A bird flies amidst smog near India's Presidential Palace in New Delhi on Wednesday. Anushree Fadnavis/ Reuters
Cooler temperatures and lighter wind trapped heavy smog over the Indian capital on Wednesday, pushing pollution to “severe” levels in many places with no immediate relief in sight, government agencies said.
The overall air quality index (AQI) in the city was 494, according to the monitoring agency SAFAR.
The index measures the levels of airborne PM 2.5 - particles that can reach deep into the lungs. Anything above 60 is considered unhealthy.
With the cool season setting in, the city was likely to suffer for weeks.
“Now that it is getting colder, air is not rising high enough to disperse pollutants. The whole trapping is happening close to the ground,” said Anumita Roy Chowdhury, an executive director at Centre for Science and Environment, a Delhi-based research and advocacy organisation.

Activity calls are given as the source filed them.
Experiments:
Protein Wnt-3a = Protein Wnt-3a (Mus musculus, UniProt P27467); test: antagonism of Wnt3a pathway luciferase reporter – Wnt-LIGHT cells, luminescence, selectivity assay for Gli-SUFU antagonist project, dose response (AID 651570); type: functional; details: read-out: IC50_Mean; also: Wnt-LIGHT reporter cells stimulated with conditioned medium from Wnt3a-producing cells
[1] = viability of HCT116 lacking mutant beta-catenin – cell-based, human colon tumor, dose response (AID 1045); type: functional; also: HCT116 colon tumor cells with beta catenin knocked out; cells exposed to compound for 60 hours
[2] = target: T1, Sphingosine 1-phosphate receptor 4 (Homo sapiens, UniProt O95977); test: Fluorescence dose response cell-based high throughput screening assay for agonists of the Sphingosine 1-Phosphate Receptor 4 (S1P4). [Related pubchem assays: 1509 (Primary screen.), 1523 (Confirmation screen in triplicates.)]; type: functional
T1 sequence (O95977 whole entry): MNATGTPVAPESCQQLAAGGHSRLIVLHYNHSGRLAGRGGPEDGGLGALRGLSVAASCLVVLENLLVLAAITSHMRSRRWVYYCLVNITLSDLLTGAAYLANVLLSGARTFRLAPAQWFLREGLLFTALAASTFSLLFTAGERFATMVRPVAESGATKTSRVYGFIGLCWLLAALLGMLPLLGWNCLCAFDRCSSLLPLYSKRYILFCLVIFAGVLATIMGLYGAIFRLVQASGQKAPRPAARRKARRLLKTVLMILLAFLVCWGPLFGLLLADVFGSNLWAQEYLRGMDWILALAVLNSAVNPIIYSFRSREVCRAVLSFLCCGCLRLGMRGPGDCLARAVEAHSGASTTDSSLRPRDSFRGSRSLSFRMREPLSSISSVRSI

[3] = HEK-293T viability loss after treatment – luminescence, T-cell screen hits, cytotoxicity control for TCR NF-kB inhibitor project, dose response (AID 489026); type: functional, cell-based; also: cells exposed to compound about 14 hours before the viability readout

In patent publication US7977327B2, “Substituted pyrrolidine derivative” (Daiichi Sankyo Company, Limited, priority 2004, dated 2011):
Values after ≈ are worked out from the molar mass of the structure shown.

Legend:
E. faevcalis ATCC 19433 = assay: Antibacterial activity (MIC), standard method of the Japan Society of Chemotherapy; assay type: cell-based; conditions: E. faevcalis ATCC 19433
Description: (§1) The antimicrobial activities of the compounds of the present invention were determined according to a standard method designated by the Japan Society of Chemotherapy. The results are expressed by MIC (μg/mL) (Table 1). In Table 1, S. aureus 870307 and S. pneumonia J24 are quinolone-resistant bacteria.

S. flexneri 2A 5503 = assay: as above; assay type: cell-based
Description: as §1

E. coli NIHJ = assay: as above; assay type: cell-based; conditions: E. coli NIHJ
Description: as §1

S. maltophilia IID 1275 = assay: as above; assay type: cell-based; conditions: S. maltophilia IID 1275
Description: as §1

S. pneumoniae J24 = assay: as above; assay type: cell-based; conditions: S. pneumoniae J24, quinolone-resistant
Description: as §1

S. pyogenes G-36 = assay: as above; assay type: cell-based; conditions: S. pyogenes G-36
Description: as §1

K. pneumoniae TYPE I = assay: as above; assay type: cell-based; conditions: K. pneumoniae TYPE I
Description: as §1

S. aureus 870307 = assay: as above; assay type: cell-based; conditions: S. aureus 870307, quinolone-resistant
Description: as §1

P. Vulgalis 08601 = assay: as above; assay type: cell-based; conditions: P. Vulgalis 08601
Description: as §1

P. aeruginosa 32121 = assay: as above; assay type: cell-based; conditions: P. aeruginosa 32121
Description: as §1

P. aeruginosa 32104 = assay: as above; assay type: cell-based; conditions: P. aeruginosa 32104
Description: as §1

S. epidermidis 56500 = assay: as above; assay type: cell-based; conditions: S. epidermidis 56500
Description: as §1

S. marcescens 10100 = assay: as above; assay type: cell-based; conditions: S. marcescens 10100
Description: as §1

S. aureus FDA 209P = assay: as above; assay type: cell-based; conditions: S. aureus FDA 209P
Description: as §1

The Central Pollution Control Board said pollution levels had touched 500 in some parts of the city, meaning danger for healthy people, not just those suffering from existing conditions.
Farmers burning stubble in their fields in areas around the city have been generating clouds of acrid smoke, SAFAR said, and the smog could get even worse.
“No sudden recovery is expected under this condition at least for the next two days and AQI is likely to deteriorate further,” it said.
The city government is restricting private cars until Nov.15 with an “odd-even” system based on the licence plates but Roy Chowdhury was not optimistic it would help much, given the weather.
“Emergency measures cannot clear the air up when there is no wind to blow pollution away. It is a day-to-day battle right now,” she said.
The world cannot anymore take the issue of air pollution lightly. Indian capital, Delhi, which is facing an air pollution emergency, has sent a strong message to the rest of the world
Indian authorities on Friday announced a plan to restrict the movement of private cars in the capital for nearly two weeks after a major Hindu festival that features fireworks that cloak the area with toxic smog and dust.
The household emissions from cooking, space heating, water heating and lighting are responsible for as much as 30 per cent of the annual PM 2.5 exposure, according to modelling studies jointly conducted by scientists from IIT Delhi, University of California, Urban Emissions and University of Illinois at Urbana.
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